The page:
When Silicon Valley Bank (SVB) collapsed late last week, it left more than just investors, lenders, and financial institutions quavering and on edge. Just 48 hours later New York–headquartered bank Signature announced its closure in what has become the third-biggest bank failure in U.S. history. Among SVB’s clients were a host of innovative tech startups and software makers, as well as residential solar panel companies and affordable housing projects. Half of Signature’s lending was to real estate companies and developers with extensive portfolios in commercial buildings and multifamily housing.
While the SVB collapse felt sudden, financial experts say it was actually years in the making. Back when interest rates were near-zero, SVB funneled money into government bonds and when interest rates rise, as they have significantly in the last year, bond prices fall. This in turn makes borrowing costs for loans higher. On March 10, SVB clients withdrew their money in large sums, and the bank ran out of money.
The demise of Signature Bank, headquartered in New York, is a result of the manic and panic set off by the SVB collapse, but also an outcome of a bank too focused on cryptocurrency.
A joint statement from the U.S.Treasury Department, Federal Reserve, and Federal Deposit Insurance Corporation (FDIC) on Sunday, March 12, ensured depositors they would have access “to all of their money” put into SVB and also announced “a similar systemic risk exception for Signature Bank.”
The repercussions of these two recent bank collapses extend beyond that of financial institutions and affect clients who depend on the banks to manage assets and provide loans. For SVB, this is a long roster of tech startups, established tech companies, and life science and biotech businesses. Among these are several residential solar companies including Sunrun, Sunnova Energy, and Sunlight Financial Holding.
As reported by Bloomberg and The San Francisco Standard, SVB also had a number of low-income housing developers as clients. Among the projects impacted was The Kelsey, a 112-unit affordable housing community in San Francisco that was ready to close its deal on Friday but was left hanging: Its $52 million construction loan was to be handled by SVB. In a tweet Micaela Connery, cofounder and CEO of The Kelsey, said “Silicon Valley Bank collapse impacts more than billionaires and bank execs.” She added that the project would find another lender, but would now be delayed in its mission to provide housing to individuals with disabilities.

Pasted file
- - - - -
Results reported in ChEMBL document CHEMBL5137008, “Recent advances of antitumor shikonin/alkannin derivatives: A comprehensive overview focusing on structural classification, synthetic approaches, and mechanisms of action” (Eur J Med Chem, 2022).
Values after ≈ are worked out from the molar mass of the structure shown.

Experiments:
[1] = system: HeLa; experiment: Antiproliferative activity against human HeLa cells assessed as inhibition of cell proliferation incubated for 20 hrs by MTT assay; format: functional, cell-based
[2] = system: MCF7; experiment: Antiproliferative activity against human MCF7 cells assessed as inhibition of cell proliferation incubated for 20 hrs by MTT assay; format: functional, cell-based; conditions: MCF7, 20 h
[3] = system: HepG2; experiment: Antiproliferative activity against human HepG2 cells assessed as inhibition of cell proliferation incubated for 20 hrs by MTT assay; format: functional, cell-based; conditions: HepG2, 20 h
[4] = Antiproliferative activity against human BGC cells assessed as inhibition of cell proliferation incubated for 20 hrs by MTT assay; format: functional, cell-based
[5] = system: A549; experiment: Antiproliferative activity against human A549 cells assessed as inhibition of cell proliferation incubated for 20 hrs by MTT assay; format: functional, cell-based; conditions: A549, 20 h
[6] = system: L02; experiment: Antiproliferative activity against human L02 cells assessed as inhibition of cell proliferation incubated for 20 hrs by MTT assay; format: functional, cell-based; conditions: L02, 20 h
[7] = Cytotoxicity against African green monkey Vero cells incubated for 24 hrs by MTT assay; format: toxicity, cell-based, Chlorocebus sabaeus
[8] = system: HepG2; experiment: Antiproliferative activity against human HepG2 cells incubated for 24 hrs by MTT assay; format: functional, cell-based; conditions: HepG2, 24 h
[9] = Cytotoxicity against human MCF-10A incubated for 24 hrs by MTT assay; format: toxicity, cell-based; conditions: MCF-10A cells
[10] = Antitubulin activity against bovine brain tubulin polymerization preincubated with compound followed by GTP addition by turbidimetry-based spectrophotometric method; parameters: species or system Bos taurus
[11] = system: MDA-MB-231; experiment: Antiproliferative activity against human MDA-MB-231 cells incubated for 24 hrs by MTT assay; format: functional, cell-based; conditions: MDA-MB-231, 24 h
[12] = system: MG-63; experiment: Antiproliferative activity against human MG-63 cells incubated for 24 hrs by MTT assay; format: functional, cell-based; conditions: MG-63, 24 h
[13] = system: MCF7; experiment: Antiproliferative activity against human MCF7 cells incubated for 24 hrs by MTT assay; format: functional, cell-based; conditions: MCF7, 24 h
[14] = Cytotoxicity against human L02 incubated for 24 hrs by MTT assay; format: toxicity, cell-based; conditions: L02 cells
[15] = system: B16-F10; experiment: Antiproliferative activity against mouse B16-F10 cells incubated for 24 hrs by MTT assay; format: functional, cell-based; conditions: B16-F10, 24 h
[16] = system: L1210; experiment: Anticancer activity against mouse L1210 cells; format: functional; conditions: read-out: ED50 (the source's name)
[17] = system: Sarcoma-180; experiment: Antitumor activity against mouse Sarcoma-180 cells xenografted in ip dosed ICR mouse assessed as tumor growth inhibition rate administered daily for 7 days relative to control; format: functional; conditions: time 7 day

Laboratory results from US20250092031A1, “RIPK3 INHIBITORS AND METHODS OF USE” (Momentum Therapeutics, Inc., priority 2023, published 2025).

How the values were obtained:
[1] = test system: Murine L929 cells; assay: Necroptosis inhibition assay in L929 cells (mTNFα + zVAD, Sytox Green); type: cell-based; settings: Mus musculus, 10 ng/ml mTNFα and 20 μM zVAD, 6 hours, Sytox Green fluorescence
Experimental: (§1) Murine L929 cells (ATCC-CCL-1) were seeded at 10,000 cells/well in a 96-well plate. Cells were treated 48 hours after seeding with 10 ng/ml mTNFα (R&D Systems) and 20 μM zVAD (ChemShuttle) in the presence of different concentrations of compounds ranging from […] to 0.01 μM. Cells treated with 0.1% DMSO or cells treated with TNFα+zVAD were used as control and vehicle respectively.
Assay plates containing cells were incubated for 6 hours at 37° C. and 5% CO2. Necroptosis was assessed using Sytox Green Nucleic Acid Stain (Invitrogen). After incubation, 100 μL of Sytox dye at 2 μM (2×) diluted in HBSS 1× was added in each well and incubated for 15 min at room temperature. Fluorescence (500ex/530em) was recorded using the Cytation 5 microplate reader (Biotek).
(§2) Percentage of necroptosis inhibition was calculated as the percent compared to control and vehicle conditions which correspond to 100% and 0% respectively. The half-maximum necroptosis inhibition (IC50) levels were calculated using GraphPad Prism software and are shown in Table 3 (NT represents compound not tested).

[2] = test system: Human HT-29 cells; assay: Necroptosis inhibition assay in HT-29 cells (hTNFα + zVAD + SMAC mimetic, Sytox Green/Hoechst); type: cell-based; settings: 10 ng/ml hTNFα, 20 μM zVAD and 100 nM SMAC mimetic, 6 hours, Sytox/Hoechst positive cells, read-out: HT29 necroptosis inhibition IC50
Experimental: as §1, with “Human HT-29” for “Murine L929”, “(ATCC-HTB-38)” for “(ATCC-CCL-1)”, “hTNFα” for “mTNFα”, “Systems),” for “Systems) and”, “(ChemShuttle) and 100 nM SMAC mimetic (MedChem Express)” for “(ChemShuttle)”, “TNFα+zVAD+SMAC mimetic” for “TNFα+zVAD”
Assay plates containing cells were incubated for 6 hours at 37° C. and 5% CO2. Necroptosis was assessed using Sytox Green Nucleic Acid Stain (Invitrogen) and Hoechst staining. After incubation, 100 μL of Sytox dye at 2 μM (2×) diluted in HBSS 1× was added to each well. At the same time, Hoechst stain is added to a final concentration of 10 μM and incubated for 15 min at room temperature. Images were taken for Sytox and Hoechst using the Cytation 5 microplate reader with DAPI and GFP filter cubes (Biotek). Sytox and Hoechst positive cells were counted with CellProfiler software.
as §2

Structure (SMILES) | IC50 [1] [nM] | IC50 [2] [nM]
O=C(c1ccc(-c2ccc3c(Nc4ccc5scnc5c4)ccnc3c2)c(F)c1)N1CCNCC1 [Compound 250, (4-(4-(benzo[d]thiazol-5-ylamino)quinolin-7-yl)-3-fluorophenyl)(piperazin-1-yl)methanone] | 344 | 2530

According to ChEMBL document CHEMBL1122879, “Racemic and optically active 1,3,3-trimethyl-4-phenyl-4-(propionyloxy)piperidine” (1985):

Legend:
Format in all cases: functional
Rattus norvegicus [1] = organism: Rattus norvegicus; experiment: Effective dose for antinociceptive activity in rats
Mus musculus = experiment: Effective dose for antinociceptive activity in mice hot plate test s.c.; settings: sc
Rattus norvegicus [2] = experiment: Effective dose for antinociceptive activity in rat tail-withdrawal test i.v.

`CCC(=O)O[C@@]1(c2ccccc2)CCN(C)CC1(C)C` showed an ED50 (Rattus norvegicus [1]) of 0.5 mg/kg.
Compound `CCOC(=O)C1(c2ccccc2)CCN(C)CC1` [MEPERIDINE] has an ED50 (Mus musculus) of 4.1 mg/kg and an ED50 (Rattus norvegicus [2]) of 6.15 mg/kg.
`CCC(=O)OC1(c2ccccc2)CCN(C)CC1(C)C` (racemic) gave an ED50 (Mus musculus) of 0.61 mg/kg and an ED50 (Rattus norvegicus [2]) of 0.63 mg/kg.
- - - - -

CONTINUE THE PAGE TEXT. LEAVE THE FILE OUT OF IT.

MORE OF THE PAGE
In its 2022 Environmental, Social and Governance Report, SVB stated it intended to invest over $1 billion into residential mortgages for low- and moderate-income housing in Massachusetts and California by 2026.
Similarly, Signature’s fall will also be felt within the housing and built environment sectors, as it is one of New York City’s largest multifamily mortgage lenders. According to the University Neighborhood Housing Program’s Building Indicator Project, which tracks lenders, the bank’s portfolio includes 3,000 multifamily buildings with around 80,000 tenants.
According to regulatory files examined by The Real Deal just about half of the bank’s total loans, an amount totaling $36 billion, involved real estate. Signature bank has dealt with big players in real estate and local landlords. A 2018 New York Times article reported Signature was the “go-to-lender” for Donald Trump and his family. It helped finance the Trump International Golf Club in Florida. The bank also made headlines in 2019 when several of its landlord clients appeared on the New York City Public Advocate’s “worst landlords” list, cited for having building violations at their properties. In the past the bank had been called out by the Association for Neighborhood & Housing Development (ANHD) for its lending practices.
In a statement published on March 13, the ANHD said: “Signature Bank’s collapse comes as no surprise to the Association for Neighborhood & Housing Development (ANHD), who has long called out their faulty business model, which relied on predatory and speculative activities in New York City. Signature paved the way for thousands of tenants to suffer living in unsafe conditions, the victims of harassment, or displaced from their homes and communities.”
Among Signature’s more recent real estate dealings, are a $155 million refinancing loan for 777 Third Avenue, an office tower in Manhattan; and a $127.5 million refinancing loan for a newly constructed multifamily complex in Astoria, Queens.
On Monday, the FDIC transferred all SVB deposits into a new full-service FDIC-operated “bridge bank,” a chartered national bank that operates under a board appointed by the FDIC. It did the same with Signature, forming Signature Bridge Bank, N.A.
Today the U.S. Justice Department announced it has opened an investigation into the collapse of SVB.
AN will continue to monitor this story for its ties to how the financing of buildings and technologies will be affected by the failures of SVB and Signature.